The majority of small business owners use banks as the main source of much needed finance. But recent reports show that small businesses might soon need to consider alternative solutions for finance and lending.

As the number of banks decline and the services they offer changes, we thought we’d take a look at why this is happening, what services will become obsolete, and what your alternatives might be.

Why are customary bank services becoming obsolete?

In a word – technology. Most services will be moving to the online realm. For customers, this is faster, more convenient and can be accessed 24/7. For the banks it’s more cost effective and allows them to provide a better service that keeps up with technology and the demands of users.

Technology will soon do away with paper-based account services such as cheques, paper statements and passbook accounts. More transactions are now being completed via debit, mobile and person-to-person (P2P) payment apps than ever before. These technologies will replace many services commonly performed in-branch.

These trends won’t only be seen in cities and urban areas. In rural areas where customers are located further from local branches, their reliance on technology will be crucial for everyday banking.

Which bank services are being cut?

  • In-branch services – The physical brick and mortar branch is beginning to die off. Bank customers can now deposit cheques on their smartphone, transfer money between accounts and monitor all of their account activity online. Far fewer customers are actually stepping foot inside a bank every year. The younger demographic appreciates the convenience of online banking, and the transition of not physically being able to go to a bank building anymore won’t be a problem for them.
  • Tellers – Have you noticed that human bank tellers are already beginning to disappear? Banks are focusing on providing customers with a more streamlined, convenient banking experience, which includes replacing people with computers to handle most customer service needs. As the trend grows and banks begin to place more emphasis on growing technology rather than employees, we can expect to see fewer bank tellers and more impersonal – but faster – options for handling in-branch financial needs.
  • Cheque writing and cashing – When was the last time you wrote a cheque? With the spread of online banking and debit cards with chips, there will be a further reduction of printed cheques being written and cashed. It’s thought that bill pay, mobile wallets and P2P systems will eventually replace cheques.
  • Paper of any kind – Paper is not only less convenient than digital options, it’s wasteful and expensive for both banks and customers. From deposit slips to paper statements, to any type of ‘snail mail’, banks are looking for ways to cut paper-based services in favour of online and mobile options. Even paper loan applications will likely be gone in a few years, with all borrowing applications being done online. The move from paper to online communication, transactions and applications helps eliminate printing and postage costs, as well as streamlines day-to-day banking operations. Soon enough, bank customers won’t see a single sheet of paper.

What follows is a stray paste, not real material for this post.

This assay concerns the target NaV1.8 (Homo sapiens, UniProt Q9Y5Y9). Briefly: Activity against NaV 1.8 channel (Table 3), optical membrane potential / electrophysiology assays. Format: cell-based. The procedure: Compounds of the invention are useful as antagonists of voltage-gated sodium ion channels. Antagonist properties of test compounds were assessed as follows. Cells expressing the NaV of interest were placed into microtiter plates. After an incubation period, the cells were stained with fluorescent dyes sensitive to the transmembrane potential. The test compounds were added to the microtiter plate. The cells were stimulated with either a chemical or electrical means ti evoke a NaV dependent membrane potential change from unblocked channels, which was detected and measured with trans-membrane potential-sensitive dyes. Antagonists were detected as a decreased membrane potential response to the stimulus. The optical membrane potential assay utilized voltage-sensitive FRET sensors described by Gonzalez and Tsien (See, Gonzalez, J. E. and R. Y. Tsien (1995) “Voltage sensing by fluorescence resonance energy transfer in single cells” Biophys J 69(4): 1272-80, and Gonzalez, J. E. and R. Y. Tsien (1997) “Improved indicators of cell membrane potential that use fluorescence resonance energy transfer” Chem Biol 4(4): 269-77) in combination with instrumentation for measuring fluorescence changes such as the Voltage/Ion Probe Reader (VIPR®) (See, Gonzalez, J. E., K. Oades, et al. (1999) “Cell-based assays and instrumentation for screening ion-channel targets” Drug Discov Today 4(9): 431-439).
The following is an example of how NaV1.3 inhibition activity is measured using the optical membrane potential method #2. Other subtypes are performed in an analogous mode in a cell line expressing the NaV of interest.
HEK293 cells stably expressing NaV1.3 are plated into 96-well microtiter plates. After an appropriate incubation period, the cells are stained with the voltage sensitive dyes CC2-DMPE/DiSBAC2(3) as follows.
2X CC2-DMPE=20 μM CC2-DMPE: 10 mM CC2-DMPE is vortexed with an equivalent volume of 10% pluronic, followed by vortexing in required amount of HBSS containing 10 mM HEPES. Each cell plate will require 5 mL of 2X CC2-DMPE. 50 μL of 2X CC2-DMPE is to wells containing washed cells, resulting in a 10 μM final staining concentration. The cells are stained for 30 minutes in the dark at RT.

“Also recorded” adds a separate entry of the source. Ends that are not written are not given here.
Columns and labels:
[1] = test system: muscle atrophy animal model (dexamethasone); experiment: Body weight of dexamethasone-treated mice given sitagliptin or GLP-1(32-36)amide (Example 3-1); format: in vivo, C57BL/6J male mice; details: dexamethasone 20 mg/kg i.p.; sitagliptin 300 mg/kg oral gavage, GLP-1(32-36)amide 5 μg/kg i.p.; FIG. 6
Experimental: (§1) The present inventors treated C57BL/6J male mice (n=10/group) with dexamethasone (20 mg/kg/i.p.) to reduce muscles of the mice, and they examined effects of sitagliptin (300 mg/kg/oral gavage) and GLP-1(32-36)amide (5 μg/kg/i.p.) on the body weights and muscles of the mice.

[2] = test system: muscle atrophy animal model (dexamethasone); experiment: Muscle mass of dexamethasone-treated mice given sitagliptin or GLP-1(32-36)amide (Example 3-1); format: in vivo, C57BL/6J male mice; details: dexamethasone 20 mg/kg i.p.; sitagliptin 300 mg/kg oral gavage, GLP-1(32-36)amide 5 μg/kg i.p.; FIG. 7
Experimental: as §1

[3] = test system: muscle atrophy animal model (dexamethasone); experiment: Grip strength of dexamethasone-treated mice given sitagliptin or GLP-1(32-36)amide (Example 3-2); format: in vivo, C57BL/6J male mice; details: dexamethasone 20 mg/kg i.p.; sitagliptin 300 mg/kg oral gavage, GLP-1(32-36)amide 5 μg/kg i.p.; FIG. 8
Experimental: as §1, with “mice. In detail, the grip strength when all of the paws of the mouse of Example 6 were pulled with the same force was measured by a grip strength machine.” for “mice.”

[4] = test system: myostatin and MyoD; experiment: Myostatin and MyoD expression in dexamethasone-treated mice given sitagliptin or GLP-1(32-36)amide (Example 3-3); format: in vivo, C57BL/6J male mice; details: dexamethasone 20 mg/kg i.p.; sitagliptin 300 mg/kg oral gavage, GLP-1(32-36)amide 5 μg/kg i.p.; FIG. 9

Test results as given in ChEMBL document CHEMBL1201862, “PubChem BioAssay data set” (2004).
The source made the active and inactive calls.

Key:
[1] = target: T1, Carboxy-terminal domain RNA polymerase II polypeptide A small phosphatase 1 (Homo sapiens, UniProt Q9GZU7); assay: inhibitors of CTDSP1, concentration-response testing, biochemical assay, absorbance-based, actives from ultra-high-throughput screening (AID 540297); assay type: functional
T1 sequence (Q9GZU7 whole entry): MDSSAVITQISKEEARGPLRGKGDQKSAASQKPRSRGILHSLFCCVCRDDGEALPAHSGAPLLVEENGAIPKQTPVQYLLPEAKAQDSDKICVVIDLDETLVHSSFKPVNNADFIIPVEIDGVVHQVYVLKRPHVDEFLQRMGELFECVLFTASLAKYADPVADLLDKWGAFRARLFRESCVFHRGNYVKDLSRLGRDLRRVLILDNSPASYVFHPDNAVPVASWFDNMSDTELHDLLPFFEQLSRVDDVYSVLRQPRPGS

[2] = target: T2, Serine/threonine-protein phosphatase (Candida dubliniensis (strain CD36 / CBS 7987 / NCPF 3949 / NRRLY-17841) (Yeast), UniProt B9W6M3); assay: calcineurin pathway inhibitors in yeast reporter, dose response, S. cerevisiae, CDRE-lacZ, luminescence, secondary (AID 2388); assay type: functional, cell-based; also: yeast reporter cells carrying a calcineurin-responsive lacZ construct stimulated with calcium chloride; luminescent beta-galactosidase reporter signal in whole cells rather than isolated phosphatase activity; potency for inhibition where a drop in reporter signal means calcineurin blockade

What alternative lending sources can be used?

  • Advance commission – This is the ultimate solution for making sure you have continuous cash flow. An advance commission arrangement is an easy and quick way of injecting funds into your agency, without having to go through a painful bank loan application. It’s readily available to you and is perfect for covering operational expenses such as salaries, IT investment and marketing spend at short notice.
  • Invoice discounting – This allows a business to draw money against its sales invoices before the customer has actually paid. To do this, the business borrows a percentage of the value of its sales ledger from a finance company, effectively using the unpaid sales invoices as collateral for the borrowing. It’s essentially the same as factoring – the business gets cash from its sales invoices earlier than it otherwise would – but the key difference is that the credit control remains with the business owner.
  • Peer-to-peer lending – Many online sites match small business owners looking for money with potential lenders. Businesses will usually post a profile with some background information and what they need the money for. Potential lenders then scour the profiles for possible investments. The site handles things like disbursement and record keeping and will charge a percentage of the loan or a flat fee.
  • Alternative Lending – Alternative lenders offer shorter-term, higher-cost loans. The main characteristic of alternative lenders is their technology-driven decision-making. Each lender has its own system to gather information and assess potential borrowers’ strengths and weaknesses. Many rely most heavily on an applicants’ submitted bank statements or other financial data. But more recently, public databases and even social-media activity have been factored into the decision-making process.

With traditional banking systems now facing an uncertain future, many businesses might have to consider an alternative lending source. If you’d like to know more about advance commission in particular, feel free to give our friendly staff a call on 1800 003 569.

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